Young men who feel body shame less hopeful about relationships, study finds

by Deann Gayman

(Medical Xpress)—It's no longer just Barbie dolls that evoke a sense of unattainable beauty. Now, it seems G.I. Joe's biceps and six-pack abs are doing the same. Increasingly, objectification and heightened masculinity in images of men is saturating popular culture and the media.

A new University of Nebraska-Lincoln study examines how this objectification affects men's body image and how that in turn affects men's hopes of developing social and .

Specifically, the study found that young men who are more self-aware of their appearance are more likely to have body shame—and are less likely to be hopeful of developing social and romantic relationships.

Brian Cole, a psychology graduate student, worked with Meghan Davidson, assistant professor of , and Sarah Gervais, assistant professor of psychology, to look at how and body shame can lead to lowered hope in college-aged men.

Cole said the study is among the first to look more closely at these specific effects related to objectification of men.

"We're becoming more aware of men being objectified," Cole said. "There is also a larger awareness of the of men. Boys are socialized in their gender. There is a study that looked at action figures and how they've changed since the '70s. They've become much bulkier, more muscular. That was the impetus for this study."

The scientists recruited 227 college men, most of them white and heterosexual, to complete a survey that asked them about their appearance self-awareness, as well as their feelings about their abilities to maintain and pursue relationships. The results provided evidence that men who often focused on their appearance were more likely to be unhappy with their bodies, which the researchers call body shame. The same men who thought about their appearance a lot and were dissatisfied with their bodies were also much less hopeful about their relationships.

"What was most surprising to me about the research was that the relationships between self-objectification and hope emerged among men," Davidson said. "Objectification (research) has been primarily conducted among women, and so finding similar detrimental associations among men was a surprising result."

Researchers examined hope, a multifaceted psychological state that involves both perceived confidence and opportunities the men had to maintain good relationships and pursue relationships. They found that men with body shame did not have either the motivation or the pathways to pursue relationships, indicating that they lacked hope.

"What we find when we look at the data is that men who think about how they look a lot experience body shame and they're not motivated in their romantic relationships and they can't think of ways to get a romantic partner," Gervais said. "They're thinking a lot that their appearance is really important and that they don't stack up. As a result, they're not feeling too good about their chances."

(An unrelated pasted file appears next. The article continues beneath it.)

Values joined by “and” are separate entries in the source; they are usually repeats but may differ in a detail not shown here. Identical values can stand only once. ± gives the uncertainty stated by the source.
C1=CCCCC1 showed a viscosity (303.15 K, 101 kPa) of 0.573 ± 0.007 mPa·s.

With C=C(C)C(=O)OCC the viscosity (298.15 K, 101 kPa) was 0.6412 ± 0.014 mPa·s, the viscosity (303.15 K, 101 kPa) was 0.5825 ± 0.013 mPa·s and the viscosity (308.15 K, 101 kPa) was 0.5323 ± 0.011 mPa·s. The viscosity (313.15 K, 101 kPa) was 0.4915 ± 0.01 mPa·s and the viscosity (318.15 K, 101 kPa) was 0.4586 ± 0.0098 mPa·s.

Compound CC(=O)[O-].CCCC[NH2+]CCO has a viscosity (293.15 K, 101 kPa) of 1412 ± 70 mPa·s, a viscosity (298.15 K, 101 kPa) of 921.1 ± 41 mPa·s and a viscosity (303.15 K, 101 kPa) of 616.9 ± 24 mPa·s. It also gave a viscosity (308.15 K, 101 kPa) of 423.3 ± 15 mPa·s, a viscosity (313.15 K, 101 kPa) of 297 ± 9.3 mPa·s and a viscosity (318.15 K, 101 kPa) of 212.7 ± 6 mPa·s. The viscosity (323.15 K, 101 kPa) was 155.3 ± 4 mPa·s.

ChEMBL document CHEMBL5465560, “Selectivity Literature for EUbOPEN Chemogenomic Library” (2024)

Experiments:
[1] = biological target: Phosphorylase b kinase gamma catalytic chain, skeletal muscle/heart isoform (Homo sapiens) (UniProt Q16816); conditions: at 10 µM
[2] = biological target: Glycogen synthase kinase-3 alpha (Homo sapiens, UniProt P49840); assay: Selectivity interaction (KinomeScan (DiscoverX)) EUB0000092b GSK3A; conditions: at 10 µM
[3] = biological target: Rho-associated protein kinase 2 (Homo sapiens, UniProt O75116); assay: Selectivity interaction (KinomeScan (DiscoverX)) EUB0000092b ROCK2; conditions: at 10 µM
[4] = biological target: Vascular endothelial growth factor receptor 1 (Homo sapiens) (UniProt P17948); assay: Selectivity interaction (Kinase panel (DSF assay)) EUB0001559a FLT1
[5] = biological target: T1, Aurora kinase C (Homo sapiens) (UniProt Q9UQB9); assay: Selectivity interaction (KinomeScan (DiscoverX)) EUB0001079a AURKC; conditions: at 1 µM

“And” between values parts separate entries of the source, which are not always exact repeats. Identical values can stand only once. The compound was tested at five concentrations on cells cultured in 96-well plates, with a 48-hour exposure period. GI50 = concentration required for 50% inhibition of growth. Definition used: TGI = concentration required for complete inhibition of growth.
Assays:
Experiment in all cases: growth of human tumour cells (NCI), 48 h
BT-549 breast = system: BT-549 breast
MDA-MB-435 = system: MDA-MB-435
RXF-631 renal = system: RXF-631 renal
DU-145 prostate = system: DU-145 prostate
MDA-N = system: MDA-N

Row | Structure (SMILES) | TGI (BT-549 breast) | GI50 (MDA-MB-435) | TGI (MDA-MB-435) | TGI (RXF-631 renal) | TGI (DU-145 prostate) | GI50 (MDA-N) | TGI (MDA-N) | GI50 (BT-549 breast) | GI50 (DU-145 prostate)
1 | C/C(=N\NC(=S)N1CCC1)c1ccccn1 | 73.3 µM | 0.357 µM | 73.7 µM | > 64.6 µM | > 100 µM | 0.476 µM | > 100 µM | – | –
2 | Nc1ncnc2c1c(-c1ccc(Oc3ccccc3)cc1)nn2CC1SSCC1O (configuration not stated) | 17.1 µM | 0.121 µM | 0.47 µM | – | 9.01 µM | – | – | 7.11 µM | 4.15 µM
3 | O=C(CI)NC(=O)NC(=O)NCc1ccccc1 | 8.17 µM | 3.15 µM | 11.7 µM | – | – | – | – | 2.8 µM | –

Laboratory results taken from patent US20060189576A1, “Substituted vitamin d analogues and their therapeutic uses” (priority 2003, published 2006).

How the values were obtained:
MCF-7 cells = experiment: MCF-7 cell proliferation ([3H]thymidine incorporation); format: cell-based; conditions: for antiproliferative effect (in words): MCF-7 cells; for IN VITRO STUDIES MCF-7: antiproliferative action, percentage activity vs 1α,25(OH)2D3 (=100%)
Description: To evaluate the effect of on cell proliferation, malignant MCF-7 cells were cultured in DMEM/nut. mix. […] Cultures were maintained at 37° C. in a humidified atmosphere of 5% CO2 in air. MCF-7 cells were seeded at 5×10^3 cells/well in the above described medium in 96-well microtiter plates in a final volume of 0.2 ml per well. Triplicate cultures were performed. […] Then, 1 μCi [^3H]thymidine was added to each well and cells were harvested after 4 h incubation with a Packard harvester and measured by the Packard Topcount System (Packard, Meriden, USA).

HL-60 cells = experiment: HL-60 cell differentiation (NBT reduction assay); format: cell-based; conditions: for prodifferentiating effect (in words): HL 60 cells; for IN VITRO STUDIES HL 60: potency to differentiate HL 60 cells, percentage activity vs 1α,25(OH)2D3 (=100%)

Gervais, who focused her previous research on the objectification of women, said she believes men are becoming more self-conscious as media hypes more muscular builds.

"You see objectified images of women everywhere," she said. "But, the truth is, if you walk through the grocery store lines, you're going to see that there are body builders on magazines and a lot of really attractive men there as well. That has to be having some sort of impact on men, too.

"This is not a static thing. Even recent media analyses show that the images that are prevalent in the media for men are becoming increasingly muscular, so I wonder if we had done the study 10 years ago, if we would have the same outcomes."

The next step, researchers said, is to look at a broader spectrum of men. They said they believe that their new findings will likely hold true in gay men, but not as age.

The scientists are also hoping to bring the line of research into a laboratory setting to study how direct body-shaming feedback affects general hope.

add to favorites email to friend print save as pdf

Related Stories

Recommended for you

Mothers don't speak so clearly to their babies

Jan 23, 2015

People have a distinctive way of talking to babies and small children: We speak more slowly, using a sing-song voice, and tend to use cutesy words like "tummy". While we might be inclined to think that we ...

Explainer: What is sexual fluidity?

Jan 23, 2015

Sexual preferences are not set in stone and can change over time, often depending on the immediate situation the individual is in. This has been described as sexual fluidity. For example, if someone identifies as heterosexual but th ...

Lucky charms: When are superstitions used most?

Jan 23, 2015

It might be a lucky pair of socks, or a piece of jewelry; whatever the item, many people turn to a superstition or lucky charm to help achieve a goal. For instance, you used a specific avatar to win a game and now you see ...

Low-income boys fare worse in wealth's shadow

Jan 22, 2015

Low-income boys fare worse, not better, when they grow up alongside more affluent neighbors, according to new findings from Duke University. In fact, the greater the economic gap between the boys and their neighbors, the ...

User comments

Please sign in to add a comment. Registration is free, and takes less than a minute. Read more

Click here to reset your password.
Sign in to get notified via email when new comments are made.